While Oswego Lake in Lake Oswego, Oregon, is a private lake, you don’t have to live on it to enjoy it. Twenty easements located around the lake give 3,000 non-waterfront homeowners the opportunity to live the lake lifestyle without paying waterfront prices.
Buying a home that had easement rights was an important criterion for Bonnie and Jim Trumbull when they bought their house nine years ago. They joined the South Shore Glen easement right away which gave them access to the docks for swimming. One year later, a boat slip opened up and they have been offering the “Trumble Tour” to family and friends ever since.
“We get out on the lake at least two times a week,” Bonnie explains, “usually with friends for picnic dinners and cocktail cruises.” What she loves is introducing people who have never before been on the lake to this backdoor view into the waterfront community. “The gardens and homes are so lovely,” Bonnie adds. “It’s a real treat for people to see.”
When Katharyn and Mike Thompson first moved to Lake Oswego from Colorado, they didn’t know much about the lake but lucked out buying a house with deeded lake access to the Palisades easement. The next time they moved, they made sure their house came with easement rights. Now she is president of the Blue Heron easement. Her family uses it about four times a week during the summer for boating, kayaking, water sports, evening cruises and commuting to the Farmer’s Market and downtown restaurants.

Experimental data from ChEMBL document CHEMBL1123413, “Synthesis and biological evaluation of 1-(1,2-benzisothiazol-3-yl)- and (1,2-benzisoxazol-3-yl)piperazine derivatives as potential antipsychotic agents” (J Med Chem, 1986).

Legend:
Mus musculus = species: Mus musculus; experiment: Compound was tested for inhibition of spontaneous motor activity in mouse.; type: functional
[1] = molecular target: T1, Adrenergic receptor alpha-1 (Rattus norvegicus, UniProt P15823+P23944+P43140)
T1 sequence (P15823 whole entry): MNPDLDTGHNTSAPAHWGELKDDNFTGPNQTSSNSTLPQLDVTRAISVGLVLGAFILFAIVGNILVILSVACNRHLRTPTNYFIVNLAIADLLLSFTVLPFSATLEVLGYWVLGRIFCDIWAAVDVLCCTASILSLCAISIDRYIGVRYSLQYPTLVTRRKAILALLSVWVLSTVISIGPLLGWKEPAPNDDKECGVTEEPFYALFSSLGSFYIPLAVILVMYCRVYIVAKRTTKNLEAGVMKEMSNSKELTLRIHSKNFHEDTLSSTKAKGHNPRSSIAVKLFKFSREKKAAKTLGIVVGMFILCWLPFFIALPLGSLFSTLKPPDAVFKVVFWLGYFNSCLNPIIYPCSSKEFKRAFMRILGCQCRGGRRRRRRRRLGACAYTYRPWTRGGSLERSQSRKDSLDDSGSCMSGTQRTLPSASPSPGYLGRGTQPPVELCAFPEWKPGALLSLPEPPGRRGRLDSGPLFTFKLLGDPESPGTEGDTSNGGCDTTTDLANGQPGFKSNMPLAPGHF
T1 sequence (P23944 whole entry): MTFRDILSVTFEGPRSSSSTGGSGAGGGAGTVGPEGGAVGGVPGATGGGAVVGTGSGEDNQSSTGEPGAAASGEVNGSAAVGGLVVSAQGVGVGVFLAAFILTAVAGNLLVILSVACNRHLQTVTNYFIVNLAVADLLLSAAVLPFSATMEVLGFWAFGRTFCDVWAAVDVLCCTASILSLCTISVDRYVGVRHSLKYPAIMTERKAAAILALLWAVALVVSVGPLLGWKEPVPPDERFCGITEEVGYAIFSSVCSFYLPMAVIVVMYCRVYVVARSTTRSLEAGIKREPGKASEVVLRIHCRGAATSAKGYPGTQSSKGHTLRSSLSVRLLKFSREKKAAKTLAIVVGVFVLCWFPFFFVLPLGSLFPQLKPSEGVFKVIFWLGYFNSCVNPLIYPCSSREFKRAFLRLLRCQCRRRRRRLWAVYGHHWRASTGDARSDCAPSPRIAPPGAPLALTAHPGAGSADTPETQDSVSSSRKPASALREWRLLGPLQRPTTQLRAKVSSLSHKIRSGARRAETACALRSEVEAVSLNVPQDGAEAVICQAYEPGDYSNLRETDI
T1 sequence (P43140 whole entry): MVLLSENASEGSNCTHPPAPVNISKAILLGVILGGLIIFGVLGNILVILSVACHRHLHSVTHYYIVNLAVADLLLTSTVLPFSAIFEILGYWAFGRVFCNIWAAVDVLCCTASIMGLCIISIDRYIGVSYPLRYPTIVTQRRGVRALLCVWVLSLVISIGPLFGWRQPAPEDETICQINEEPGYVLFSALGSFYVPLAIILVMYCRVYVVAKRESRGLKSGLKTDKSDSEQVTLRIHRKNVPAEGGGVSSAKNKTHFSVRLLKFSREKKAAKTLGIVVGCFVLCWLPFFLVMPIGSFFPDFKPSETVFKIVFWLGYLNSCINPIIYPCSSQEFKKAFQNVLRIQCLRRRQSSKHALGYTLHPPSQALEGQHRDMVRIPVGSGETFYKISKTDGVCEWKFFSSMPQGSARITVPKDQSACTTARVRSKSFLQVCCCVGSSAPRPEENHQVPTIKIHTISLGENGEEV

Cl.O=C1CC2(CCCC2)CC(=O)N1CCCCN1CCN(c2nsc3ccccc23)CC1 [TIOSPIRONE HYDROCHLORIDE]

With four kids, Suzy and John Lautze are at their Lakeview Recreation easement more summer days than not, for boating, swimming, and paddle boarding. Recently the easement added a larger dock that has provided a popular gathering place for neighboring families on sunny afternoons. “It’s like having a vacation spot in your backyard,” Suzy explains.
All this fun does come with a price. There are annual dues, an annual meeting and usually a maintenance workday. Some easements also hold socials. Each easement only has a limited number of boat slips for which there can be a waiting list. Once a boat slip is secured there is an annual easement fee as well as Lake Oswego Corporation fees. But to easement members, it’s well worth it.
For a complete listing of Lake Oswego easements, visit the Lake Oswego Corporation website.
If you’re interested in finding a home to buy in Lake Oswego with easement rights, give me a call at 503.939.9801 or email me at firstname.lastname@example.org .
I’d love to show you around.
Photo provided by Lake Oswego Corporation.
Pingback: Homes on Oswego Canals Offer Waterfront Living for Less (And a yard to go with it too) | 52 Reasons to Love Lake Oswego
Pingback: How Do I Love Lake Oswego? Let Our Visitors Count the Ways | 52 Reasons to Love Lake Oswego
Pingback: Top 10 Reasons People Move to Lake Oswego | 52 Reasons to Love Lake Oswego
Pingback: 10 Things You Need to Know About Lake Oswego Easements | 52 Reasons to Love Lake Oswego